News / Asia

    UN to Consider New Sanctions Against North Korea

    U.S. Ambassador to the United Nations Susan Rice speaks to the media at the U.N. headquarters in New York, Feb. 2013. U.S. Ambassador to the United Nations Susan Rice speaks to the media at the U.N. headquarters in New York, Feb. 2013.
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    U.S. Ambassador to the United Nations Susan Rice speaks to the media at the U.N. headquarters in New York, Feb. 2013.
    U.S. Ambassador to the United Nations Susan Rice speaks to the media at the U.N. headquarters in New York, Feb. 2013.
    Margaret Besheer
    The United States has submitted to the U.N. Security Council a list of new sanctions to be imposed on North Korea in response to its February 12 nuclear test. The sanctions were agreed to between Washington and Beijing, and now will be considered by the full Security Council, which is expected to adopt them later this week.

    U.S. Ambassador Susan Rice said the draft resolution circulated Tuesday to the 15-nation council is the result of three weeks of negotiations between the U.S. and China. It contains tough new sanctions, in addition to strengthening and expanding existing ones.

    “The sanctions contained in this draft resolution will significantly impede North Korea’s ability to develop further its illicit nuclear and ballistic missile programs. These sanctions, as well as a commitment to take further significant measures in the event of another launch or nuclear test, will demonstrate clearly to North Korea the continued cost of its provocations,” she said.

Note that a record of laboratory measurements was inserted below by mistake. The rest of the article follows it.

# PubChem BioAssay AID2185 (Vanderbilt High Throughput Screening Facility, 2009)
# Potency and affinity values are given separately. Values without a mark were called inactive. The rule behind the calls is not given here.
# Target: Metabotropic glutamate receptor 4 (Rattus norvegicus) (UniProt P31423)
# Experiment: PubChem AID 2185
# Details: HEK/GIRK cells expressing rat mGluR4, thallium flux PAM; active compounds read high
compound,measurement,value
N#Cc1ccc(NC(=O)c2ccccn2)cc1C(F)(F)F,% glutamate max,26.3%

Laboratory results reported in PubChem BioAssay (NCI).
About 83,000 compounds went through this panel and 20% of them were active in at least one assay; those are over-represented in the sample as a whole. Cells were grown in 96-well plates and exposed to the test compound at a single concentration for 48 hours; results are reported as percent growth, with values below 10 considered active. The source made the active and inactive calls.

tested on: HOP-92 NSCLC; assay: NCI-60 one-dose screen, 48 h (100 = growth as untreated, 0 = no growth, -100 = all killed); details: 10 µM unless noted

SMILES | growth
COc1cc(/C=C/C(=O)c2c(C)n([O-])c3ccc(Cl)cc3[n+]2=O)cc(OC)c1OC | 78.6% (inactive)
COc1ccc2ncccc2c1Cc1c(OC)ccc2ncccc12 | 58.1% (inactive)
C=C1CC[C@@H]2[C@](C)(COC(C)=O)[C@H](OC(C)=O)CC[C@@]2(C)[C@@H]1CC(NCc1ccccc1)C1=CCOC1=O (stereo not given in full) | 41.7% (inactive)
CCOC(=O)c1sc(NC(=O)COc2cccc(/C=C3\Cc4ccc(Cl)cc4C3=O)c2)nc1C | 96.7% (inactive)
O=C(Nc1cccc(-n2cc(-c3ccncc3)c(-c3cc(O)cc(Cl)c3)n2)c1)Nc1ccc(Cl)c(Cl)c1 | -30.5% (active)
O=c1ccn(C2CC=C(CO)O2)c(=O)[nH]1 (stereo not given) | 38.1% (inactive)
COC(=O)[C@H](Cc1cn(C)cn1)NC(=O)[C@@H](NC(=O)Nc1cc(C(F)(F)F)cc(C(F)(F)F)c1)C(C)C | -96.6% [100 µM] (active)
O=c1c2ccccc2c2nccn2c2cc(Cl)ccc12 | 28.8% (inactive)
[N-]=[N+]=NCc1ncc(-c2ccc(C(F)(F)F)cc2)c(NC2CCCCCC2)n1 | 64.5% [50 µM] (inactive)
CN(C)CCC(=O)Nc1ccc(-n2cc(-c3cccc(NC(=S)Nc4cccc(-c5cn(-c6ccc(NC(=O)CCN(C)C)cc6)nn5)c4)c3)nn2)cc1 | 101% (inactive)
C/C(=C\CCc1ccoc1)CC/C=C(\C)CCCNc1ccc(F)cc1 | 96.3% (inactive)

Rice told reporters the proposed resolution, which she expects to be adopted unanimously later this week, will carry significant new legal obligations.

    “For the first time ever, this resolution targets the illicit activities of North Korean diplomatic personnel, North Korean banking relationships, illicit transfers of bulk cash and new travel restrictions,” she said.

    Rice said the United States hopes Pyongyang will change course and recognize that a de-nuclearized Korean peninsula is in North Korea's interest.

    China’s envoy, Li Baodong, told reporters that while Washington and Beijing have some differing views, they are united in the common goal of a de-nuclearized Korean peninsula and stopping the illicit spread of nuclear technology.

    “China is against that nuclear test conducted by DPRK, so we support the action taken by the Security Council. We think that action should be proportionate, should be balanced and focus on bringing down the tension and focusing on [the] diplomatic track," said Li. "And also a strong signal must be sent out that nuclear test is against the will of the international community. So [we’ve] got to bring an end to that program. That’s why we need a strong signal from the international community.”

    Ambassador Li said Beijing is very concerned about peace and stability in Asia, and would like to see all the parties return to talks and address their concerns through diplomacy.

    Diplomats who have seen the proposed text say it includes new financial sanctions, as well as sanctions governing the search and seizure of suspect vessels entering or leaving North Korean territory.

    In January, the Security Council warned North Korea that if it conducted another nuclear test or ballistic missile launch it would face biting new sanctions. Pyongyang dismissed the warning and conducted a nuclear test on February 12, bringing on this new round of potential sanctions.

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